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I have a c# Windows .Net UI that calls a C dll. The dll does some calculations on a set of data, and comes up with a color that it needs to pass to the UI.

The colors are not exotic, and there are only about 10 different ones it will pass to the UI (eg, RED, WHITE, GREEN, MAGENTA, YELLOW, etc). Is there some set of standard names that both the C and C# can use, so I can avoid having to write more code?

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Is the C dll being used by another component, or you can change it as you want? –  Ikaso Oct 13 '12 at 8:12
Why don't you just have the C dll return RGB? Or, given that you only use a few, have it return an index, then in C# you have an array with the actual colors and pick the right one using the returned index. Is that too much code? –  Theraot Oct 13 '12 at 8:12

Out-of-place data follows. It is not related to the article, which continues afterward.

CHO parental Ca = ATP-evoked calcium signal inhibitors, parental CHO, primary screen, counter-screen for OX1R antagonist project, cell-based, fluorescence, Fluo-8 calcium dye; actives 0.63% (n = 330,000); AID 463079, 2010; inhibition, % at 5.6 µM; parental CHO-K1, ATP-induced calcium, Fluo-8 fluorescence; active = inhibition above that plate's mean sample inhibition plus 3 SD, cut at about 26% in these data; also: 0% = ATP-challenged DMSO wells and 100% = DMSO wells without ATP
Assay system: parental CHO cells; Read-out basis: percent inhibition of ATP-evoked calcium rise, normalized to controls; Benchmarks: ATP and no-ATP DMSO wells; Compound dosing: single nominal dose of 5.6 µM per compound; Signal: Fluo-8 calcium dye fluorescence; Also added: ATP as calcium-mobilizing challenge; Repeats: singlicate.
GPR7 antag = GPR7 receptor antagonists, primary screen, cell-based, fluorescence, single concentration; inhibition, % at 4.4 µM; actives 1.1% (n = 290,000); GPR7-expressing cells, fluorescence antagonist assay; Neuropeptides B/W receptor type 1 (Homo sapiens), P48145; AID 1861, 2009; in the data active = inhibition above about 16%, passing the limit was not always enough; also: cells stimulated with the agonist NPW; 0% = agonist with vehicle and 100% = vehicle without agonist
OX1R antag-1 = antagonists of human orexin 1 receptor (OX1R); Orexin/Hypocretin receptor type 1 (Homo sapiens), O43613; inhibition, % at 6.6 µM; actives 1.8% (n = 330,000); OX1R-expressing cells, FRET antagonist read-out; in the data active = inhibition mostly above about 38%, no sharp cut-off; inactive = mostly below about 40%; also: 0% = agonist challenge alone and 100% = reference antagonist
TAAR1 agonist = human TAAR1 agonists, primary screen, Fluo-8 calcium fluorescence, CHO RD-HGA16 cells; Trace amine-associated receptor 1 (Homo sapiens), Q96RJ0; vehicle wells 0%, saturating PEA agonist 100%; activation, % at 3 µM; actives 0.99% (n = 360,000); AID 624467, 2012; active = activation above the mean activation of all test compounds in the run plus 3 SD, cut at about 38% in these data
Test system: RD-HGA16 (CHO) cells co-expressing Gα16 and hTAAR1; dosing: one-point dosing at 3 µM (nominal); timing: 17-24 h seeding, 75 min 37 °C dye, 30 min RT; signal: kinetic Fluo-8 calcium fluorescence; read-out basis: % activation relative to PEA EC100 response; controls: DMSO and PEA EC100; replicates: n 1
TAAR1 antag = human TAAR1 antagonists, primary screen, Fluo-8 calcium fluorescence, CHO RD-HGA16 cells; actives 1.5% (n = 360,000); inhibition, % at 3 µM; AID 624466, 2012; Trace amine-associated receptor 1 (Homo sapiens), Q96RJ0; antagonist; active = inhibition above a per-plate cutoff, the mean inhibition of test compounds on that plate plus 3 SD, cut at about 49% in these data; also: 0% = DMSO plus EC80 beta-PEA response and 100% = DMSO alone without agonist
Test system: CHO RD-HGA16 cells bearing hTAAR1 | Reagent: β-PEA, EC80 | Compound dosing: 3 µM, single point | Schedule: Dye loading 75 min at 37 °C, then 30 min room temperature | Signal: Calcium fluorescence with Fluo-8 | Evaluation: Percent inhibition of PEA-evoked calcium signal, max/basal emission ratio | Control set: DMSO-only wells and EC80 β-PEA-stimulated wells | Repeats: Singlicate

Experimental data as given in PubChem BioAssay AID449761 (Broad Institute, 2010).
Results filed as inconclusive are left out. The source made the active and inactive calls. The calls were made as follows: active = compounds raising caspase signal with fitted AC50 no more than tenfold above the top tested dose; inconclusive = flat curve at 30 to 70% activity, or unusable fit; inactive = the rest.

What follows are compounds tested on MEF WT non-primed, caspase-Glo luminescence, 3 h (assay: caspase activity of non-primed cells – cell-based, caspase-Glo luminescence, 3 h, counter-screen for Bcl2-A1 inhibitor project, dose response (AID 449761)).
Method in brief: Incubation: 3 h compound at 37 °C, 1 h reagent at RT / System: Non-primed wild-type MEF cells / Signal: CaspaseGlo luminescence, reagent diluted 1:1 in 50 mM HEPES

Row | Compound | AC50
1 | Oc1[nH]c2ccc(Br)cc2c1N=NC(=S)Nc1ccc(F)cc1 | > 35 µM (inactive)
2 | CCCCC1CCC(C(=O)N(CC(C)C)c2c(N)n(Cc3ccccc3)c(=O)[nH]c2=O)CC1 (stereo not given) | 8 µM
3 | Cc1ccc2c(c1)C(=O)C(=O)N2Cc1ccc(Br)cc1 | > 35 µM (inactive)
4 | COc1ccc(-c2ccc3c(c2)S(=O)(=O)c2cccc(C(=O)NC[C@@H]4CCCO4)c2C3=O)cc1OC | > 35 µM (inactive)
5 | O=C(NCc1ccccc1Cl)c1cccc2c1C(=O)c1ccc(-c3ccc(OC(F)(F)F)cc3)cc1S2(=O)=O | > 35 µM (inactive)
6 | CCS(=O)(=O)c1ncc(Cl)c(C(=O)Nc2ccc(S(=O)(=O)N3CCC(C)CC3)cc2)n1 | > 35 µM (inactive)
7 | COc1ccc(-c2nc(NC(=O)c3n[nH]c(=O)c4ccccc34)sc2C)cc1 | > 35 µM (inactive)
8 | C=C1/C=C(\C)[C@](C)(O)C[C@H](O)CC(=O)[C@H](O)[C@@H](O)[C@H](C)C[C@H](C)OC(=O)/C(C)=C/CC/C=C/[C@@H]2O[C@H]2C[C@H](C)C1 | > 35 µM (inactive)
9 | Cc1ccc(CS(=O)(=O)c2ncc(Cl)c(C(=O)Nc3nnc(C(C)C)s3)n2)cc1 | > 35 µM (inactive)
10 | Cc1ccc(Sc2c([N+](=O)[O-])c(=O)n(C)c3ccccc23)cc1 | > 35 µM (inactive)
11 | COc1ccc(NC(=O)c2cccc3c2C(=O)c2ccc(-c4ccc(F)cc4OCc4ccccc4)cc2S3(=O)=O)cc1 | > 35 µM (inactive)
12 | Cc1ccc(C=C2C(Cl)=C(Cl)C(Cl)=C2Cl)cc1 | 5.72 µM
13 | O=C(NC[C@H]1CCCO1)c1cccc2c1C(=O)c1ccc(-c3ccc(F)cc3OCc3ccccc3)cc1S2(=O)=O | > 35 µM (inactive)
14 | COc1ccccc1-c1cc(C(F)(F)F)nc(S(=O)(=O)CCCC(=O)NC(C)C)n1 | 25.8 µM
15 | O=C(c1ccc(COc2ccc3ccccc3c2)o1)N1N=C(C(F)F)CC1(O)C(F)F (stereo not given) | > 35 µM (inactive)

1 Answer 1

up vote 4 down vote accepted

A color value is an integer in code. It only has a name when you use, say, a designer or a type like the .NET System.Drawing.Color type. When you interop between .NET and C then there is no type you can use that works on both ends, other than int.

Color values are encoded in ARGB format, one byte each for Alpha, Red, Green and Blue. So "red" is the value 0xffff0000, "white" is 0xffffffff, "green" is 0xff00ff00, etcetera. Hopefully you see the pattern. If not then you can get the color values by writing a little C# Winforms program that uses int value = Color.Red.ToArgb(); to get the integer value. Also works in the debugger so you can directly type the expression in the quick watch window.

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